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Skills Needed for UC Implementation

In a way, IT needs to audit what it does and categorize the work and corresponding knowledge and experience needed for successful UC implementation. The present technology IT silo structure needs to have the barriers among the silos softened and eventually disappear. Although the IT staff may be small, there needs to be a method for analyzing the knowledge and skills required for the converged organization. Such a method does exist:

Global Skills X-change (GSX) designs and evaluates customized implementation strategies of standards-based tools and protocols that can be used to realize a "national" system of standards and certifications. GSX, as a successor organization of the National Skill Standards Board (NSSB), is adopting and adapting the work of the NSSB to meet the needs of the knowledge-based economy.

GSX currently provides technical leadership and assistance to the ICT (Information and Communications Technology) Voluntary Partnership in the completion of the ICT skill standards. This skill standards development project, started under the auspices of the NSSB, has as its fundamental premise the convergence of two worlds - Information Technology (IT) and Telecommunications.

GSX has reviewed hundreds of existing "job analyses" and "role delineation" studies, the results of which were verified using focus groups of industry thought leaders and senior subject matter experts. They have identified seven concentrations of front-line work in this converged world:

(1) Database Development and Administration, (2) Web Development and Administration, (3) Technical Writing, (4) Network Devices, (5) Network Infrastructure, (6) Programming, and (7) Digital Media. Network Infrastructure, Network Devices and some Web Development were necessary concentrations for implementing VoIP and IP Telephony. The move into UC adds Database Development and Administration, Programming and Digital Media to the mix. In other words, nearly every concentration will be required for producing the collaboration, conferencing and presence functions so much a part of UC.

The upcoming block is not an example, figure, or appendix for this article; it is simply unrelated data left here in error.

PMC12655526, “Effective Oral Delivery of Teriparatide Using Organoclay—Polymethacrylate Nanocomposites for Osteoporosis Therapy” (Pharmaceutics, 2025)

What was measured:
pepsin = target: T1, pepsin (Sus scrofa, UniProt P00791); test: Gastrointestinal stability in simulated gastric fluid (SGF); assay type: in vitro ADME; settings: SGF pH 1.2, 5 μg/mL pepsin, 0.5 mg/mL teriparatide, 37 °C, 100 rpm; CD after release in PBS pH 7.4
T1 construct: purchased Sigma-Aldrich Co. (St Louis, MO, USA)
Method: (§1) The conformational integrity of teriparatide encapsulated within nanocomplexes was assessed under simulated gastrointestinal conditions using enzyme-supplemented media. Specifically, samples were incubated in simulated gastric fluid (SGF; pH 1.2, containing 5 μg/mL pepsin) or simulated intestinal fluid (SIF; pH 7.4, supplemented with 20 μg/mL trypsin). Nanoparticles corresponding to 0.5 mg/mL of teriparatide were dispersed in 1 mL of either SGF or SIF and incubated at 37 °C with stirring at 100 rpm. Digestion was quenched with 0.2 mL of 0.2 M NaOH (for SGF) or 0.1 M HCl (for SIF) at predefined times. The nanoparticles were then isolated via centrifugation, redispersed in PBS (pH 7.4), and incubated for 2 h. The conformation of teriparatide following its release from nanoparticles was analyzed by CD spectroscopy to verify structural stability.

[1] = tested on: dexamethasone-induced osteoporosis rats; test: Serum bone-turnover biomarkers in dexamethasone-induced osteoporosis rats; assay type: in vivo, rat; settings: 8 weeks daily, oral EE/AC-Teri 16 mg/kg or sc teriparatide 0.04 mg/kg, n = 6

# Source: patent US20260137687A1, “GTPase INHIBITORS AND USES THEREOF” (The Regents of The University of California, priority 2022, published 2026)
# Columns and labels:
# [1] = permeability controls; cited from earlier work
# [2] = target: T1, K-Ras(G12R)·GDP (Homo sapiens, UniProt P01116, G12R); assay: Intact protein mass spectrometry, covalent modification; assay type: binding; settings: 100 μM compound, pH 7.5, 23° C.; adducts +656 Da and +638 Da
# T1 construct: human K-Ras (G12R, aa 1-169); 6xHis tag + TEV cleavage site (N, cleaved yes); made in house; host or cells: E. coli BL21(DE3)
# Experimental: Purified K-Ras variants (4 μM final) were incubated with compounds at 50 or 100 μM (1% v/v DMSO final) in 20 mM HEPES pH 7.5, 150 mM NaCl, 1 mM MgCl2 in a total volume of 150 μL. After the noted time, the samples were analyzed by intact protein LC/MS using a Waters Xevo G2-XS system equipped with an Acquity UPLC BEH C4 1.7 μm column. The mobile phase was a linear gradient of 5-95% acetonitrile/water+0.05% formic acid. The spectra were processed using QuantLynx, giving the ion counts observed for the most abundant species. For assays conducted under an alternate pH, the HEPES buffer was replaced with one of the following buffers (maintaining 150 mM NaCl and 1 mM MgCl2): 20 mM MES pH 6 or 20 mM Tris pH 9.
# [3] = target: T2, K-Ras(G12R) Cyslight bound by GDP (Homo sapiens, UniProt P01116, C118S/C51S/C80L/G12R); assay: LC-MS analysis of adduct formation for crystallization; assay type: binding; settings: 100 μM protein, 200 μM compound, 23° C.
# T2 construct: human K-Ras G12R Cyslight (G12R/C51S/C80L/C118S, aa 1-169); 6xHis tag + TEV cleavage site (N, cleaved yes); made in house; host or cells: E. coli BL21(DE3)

GSX has identified critical work functions (major roles and responsibilities), key activities (major tasks associated with the performance of each critical work function), and performance indicators (provide evaluative information on how to determine when someone is performing each key activity competently). In total, there are 37 critical work functions and 250 key activities. Each key activity includes, on average, six to eight performance indicators.

Enterprises can use this information to fully define the knowledge and skill requirements of targeted ICT jobs. The enterprise can use the critical work function information to define the jobs. Instead of focusing on the different technologies (such as voice vs. video vs. networks vs. applications) as the defining characteristics of their work force, enterprises should focus on the work that needs to be done. The ICT skill standards can provide information about the knowledge and skills required to perform that work in a converged world. Although this will mean potential cross training of the work force, it will prevent them from having two or more distinct work forces performing overlapping functions or who compete for jobs and resources.

GSX has verified the initial results of this study through four sets of regional focus groups with ICT subject matter experts. It also included enumeration of the "worker" component of the skill standards. The project has identified 68 categories of technical knowledge and skills relevant to the converged world. These 68 categories consist of knowledge and skills (a total of 557 specific and relevant to the converged world) as defined in the seven concentrations of work.

Enterprises should not assume that certifications will produce the desired results. Certifications are primarily in one vendor's technology and products. UC crosses vendor boundaries. Certifications should not be confused with skill standards. Skill standards are performance specifications that identify the knowledge and skills an individual needs to succeed in the workplace. They delineate what a person must know and be able to do in order to perform related work successfully at a specific job, within an occupational cluster or across an industry sector. Quality certifications are based on skill standards, but they are not the skill standards per se. Instead, certifications provide formal documentation that an individual, by successfully passing an assessment (or a battery of assessments), has met the performance specifications identified in the skill standards.

The IT organization that does look at the long term staffing and organizational issues will have a better chance for a successful UC implementation. This will also benefit the move to SOA.